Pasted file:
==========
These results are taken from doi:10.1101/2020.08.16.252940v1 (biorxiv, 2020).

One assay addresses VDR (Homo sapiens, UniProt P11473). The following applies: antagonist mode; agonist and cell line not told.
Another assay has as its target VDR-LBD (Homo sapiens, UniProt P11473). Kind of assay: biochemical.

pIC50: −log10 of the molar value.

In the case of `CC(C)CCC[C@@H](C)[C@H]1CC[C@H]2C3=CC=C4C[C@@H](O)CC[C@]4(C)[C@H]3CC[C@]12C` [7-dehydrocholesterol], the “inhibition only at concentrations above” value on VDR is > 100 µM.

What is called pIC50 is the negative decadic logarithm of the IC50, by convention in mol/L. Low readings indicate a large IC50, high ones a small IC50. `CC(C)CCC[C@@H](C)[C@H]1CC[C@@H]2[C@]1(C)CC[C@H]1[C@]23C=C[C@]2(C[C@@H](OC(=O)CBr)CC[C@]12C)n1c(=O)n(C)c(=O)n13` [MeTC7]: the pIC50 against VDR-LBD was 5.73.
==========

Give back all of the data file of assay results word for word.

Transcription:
These results are taken from doi:10.1101/2020.08.16.252940v1 (biorxiv, 2020).

One assay addresses VDR (Homo sapiens, UniProt P11473). The following applies: antagonist mode; agonist and cell line not told.
Another assay has as its target VDR-LBD (Homo sapiens, UniProt P11473). Kind of assay: biochemical.

pIC50: −log10 of the molar value.

In the case of `CC(C)CCC[C@@H](C)[C@H]1CC[C@H]2C3=CC=C4C[C@@H](O)CC[C@]4(C)[C@H]3CC[C@]12C` [7-dehydrocholesterol], the “inhibition only at concentrations above” value on VDR is > 100 µM.

What is called pIC50 is the negative decadic logarithm of the IC50, by convention in mol/L. Low readings indicate a large IC50, high ones a small IC50. `CC(C)CCC[C@@H](C)[C@H]1CC[C@@H]2[C@]1(C)CC[C@H]1[C@]23C=C[C@]2(C[C@@H](OC(=O)CBr)CC[C@]12C)n1c(=O)n(C)c(=O)n13` [MeTC7]: the pIC50 against VDR-LBD was 5.73.